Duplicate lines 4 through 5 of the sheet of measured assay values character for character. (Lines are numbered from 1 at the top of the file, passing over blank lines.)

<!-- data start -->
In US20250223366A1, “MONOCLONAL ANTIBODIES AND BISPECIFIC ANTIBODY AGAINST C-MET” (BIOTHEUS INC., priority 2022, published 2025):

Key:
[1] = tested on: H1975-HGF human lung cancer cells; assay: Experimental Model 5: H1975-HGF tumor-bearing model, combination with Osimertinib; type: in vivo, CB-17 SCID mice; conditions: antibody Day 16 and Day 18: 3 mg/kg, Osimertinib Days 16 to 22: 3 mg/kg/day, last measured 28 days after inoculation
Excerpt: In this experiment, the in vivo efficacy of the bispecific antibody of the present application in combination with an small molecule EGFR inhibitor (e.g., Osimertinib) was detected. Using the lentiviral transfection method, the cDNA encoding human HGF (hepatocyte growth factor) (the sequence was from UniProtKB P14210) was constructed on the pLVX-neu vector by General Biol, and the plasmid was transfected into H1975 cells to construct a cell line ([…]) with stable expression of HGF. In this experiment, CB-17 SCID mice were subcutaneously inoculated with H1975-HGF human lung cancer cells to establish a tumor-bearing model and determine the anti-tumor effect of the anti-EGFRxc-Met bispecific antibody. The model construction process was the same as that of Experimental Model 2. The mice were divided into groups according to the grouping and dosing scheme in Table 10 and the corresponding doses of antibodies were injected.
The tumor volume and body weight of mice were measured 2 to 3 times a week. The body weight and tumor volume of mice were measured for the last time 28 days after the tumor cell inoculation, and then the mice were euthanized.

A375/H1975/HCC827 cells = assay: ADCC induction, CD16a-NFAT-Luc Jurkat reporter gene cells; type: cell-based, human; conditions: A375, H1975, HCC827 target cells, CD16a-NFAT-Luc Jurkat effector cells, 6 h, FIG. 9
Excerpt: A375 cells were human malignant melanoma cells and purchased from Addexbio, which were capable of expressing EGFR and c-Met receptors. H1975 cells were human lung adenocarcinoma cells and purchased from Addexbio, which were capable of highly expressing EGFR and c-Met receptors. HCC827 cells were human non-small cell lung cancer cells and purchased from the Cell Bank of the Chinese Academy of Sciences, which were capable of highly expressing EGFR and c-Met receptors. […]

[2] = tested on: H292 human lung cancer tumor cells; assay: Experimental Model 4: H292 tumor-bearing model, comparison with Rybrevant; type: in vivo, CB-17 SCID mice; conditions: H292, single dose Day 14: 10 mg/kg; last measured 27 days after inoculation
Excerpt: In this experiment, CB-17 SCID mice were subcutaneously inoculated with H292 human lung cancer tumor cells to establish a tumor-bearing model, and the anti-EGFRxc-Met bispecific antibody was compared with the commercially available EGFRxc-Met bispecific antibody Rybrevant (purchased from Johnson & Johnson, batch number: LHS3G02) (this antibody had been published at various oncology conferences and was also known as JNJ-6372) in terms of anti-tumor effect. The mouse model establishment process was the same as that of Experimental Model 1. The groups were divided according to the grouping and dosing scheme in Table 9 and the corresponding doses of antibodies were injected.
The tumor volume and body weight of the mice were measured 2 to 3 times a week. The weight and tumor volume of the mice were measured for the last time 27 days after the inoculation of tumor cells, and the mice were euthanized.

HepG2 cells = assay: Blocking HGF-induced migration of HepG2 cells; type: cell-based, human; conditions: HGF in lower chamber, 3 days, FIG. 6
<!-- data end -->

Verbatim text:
Excerpt: In this experiment, the in vivo efficacy of the bispecific antibody of the present application in combination with an small molecule EGFR inhibitor (e.g., Osimertinib) was detected. Using the lentiviral transfection method, the cDNA encoding human HGF (hepatocyte growth factor) (the sequence was from UniProtKB P14210) was constructed on the pLVX-neu vector by General Biol, and the plasmid was transfected into H1975 cells to construct a cell line ([…]) with stable expression of HGF. In this experiment, CB-17 SCID mice were subcutaneously inoculated with H1975-HGF human lung cancer cells to establish a tumor-bearing model and determine the anti-tumor effect of the anti-EGFRxc-Met bispecific antibody. The model construction process was the same as that of Experimental Model 2. The mice were divided into groups according to the grouping and dosing scheme in Table 10 and the corresponding doses of antibodies were injected.
The tumor volume and body weight of mice were measured 2 to 3 times a week. The body weight and tumor volume of mice were measured for the last time 28 days after the tumor cell inoculation, and then the mice were euthanized.